If my set up is completely wrong, or there are better ways to obtain the numbers, your recommendations are highly appreciated - In the end, all I need is to be able to report how many letters were written and sent to how many countries.

 

Hope this makes a little more sense. Many thanks for your time and support.

 

Cheers,

The MacGuffin

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The file isn't locked for me.  

 

Can you post a screen shot of your graph showing the portions and tables which relate to this request?

 

I'm unsure why a simple sub-summary report would not work.  Place the Country field into a leading part based upon Country, create a summary field (summary count of table's unique ID).  After you create the report, delete the body so only the Country and the summary field are in the leading part.  Perform a find for the time period you wish to summarise and then be sure to sort by Country.  It will produce a list of unique countries with the total number of items sent to them.

 

If you can use a simple report, it would mean you do not need those extra 6 table occurrences (not to mention the multiple unstored calculations in each table) just to make it work.  It is also possible that your structure should be slightly adjusted ... something feels slightly off about it.

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Actually, that will not give a unique count of Country but rather the number of correspondence sent to the Country but I still believe a report is your best option.  Check this out:

 

http://fmforums.com/forum/topic/61158-number-of-employees-from-payroll-report/page__st__-20__p__289204#entry289204

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Essentially, I need to be able to say, "my team has compiled X correspondence sent to contacts representing Y countries this year".

 

If you had a structure like this:

Messages -< MessageRecipients >- Contacts >- Countries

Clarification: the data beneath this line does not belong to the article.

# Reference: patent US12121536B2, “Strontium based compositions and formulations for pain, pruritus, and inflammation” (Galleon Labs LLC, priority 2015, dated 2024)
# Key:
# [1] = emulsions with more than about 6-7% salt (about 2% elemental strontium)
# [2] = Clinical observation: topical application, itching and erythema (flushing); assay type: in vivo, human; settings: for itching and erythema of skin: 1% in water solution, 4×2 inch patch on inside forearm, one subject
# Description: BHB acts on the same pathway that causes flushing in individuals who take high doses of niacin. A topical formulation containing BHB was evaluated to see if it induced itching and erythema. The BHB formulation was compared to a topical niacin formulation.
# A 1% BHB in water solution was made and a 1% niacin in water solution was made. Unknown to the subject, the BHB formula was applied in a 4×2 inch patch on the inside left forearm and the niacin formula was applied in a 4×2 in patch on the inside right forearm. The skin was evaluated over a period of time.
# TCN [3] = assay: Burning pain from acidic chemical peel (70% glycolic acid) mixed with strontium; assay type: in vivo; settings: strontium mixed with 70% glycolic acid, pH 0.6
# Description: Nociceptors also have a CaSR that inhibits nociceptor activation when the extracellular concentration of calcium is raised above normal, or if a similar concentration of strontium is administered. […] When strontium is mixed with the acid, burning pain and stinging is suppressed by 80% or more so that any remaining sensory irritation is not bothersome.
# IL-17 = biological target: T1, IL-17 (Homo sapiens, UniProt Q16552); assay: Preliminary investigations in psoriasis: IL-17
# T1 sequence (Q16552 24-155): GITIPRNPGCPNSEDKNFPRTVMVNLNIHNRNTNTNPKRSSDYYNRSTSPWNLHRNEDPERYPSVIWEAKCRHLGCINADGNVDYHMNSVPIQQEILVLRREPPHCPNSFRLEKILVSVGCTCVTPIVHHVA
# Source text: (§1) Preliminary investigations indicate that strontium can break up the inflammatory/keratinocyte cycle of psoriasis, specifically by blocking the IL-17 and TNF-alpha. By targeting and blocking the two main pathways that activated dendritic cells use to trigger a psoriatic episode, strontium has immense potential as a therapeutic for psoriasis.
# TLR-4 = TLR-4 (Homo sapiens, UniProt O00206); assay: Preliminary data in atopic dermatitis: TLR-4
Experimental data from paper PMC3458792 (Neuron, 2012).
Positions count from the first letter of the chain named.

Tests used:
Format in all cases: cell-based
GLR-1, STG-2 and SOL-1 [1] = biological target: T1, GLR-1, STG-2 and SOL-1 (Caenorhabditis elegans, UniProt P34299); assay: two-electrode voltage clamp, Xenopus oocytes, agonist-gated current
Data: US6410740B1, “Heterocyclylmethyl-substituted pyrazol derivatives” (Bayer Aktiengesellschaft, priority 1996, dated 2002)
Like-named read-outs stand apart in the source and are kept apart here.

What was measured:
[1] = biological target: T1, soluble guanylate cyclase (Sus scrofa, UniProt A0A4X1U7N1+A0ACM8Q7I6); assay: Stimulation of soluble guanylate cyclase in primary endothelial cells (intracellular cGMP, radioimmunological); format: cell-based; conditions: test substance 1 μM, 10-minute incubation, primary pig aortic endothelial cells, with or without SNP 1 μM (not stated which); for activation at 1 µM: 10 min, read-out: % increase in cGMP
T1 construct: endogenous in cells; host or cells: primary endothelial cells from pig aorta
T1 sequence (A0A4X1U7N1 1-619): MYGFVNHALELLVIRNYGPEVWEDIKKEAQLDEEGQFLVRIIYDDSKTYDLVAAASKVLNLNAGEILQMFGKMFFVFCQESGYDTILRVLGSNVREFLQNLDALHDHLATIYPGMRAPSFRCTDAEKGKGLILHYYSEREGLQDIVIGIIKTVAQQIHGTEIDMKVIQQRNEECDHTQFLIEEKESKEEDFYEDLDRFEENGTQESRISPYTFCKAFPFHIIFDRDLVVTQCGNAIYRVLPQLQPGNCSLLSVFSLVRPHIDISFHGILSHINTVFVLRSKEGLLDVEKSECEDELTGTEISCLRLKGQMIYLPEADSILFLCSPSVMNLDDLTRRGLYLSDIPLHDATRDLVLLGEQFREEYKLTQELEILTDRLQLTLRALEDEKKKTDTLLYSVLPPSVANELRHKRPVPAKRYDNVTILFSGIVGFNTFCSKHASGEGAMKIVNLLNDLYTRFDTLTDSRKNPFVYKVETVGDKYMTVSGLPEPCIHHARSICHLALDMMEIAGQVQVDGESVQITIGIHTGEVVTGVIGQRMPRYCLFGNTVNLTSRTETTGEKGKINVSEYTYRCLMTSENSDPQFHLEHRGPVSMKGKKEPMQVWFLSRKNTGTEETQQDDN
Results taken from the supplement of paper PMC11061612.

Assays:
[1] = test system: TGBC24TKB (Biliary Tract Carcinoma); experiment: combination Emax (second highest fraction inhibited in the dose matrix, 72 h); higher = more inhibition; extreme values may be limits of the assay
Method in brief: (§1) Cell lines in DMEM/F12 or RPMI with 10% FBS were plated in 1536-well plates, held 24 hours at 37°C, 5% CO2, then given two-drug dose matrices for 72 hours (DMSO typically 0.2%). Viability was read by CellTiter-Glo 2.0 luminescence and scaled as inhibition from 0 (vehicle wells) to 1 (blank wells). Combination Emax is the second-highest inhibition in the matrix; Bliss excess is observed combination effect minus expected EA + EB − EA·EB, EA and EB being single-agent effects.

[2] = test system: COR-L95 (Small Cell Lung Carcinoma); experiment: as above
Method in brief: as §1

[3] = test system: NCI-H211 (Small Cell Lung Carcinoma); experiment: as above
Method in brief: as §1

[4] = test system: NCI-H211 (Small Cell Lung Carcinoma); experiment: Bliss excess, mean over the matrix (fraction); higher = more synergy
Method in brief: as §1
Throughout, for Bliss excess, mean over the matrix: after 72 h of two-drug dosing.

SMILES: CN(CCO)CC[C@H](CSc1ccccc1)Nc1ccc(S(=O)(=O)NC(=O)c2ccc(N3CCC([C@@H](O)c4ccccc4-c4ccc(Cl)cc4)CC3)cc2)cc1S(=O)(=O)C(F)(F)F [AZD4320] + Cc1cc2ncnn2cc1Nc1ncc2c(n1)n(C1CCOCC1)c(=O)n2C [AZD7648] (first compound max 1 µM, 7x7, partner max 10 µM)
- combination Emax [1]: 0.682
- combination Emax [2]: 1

you could perform a find in the Countries table, searching the Message::MessageDate field for the year of interest.

 

 

Another option is to have a calculation field in the Messages tables =

List ( Contacts::Country )

Find the messages for this year, and use the (new in v.13) summary field option of List of to get a list of the above calculation field. De-dupe the list by filtering it against a value list of countries and count the remaining values.

 

 

 

I still believe a report is your best option.

 

True, but from which table? There are conflicting sort requirements here.

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SQL is probably your best bet. Skip the Count, just use Select DISTINCT and wrap that in the ValueCount() function. Figure out what your syntax is wrong.

 

The reciprocal method is way overkill.

 

You can also grab all the countries (duplicates too) and wrap that in a custom function, like UniqueValues(). https://www.briandunning.com/cf/596

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  • 5 months later...

Hi all,

Just want to say in the end I applied Comment's suggestion as it is easy enough for my level of skill to implement and it worked very well. A great many thanks to Comment and everyone in the community for the support and help.

Cheers,

The MacGuffin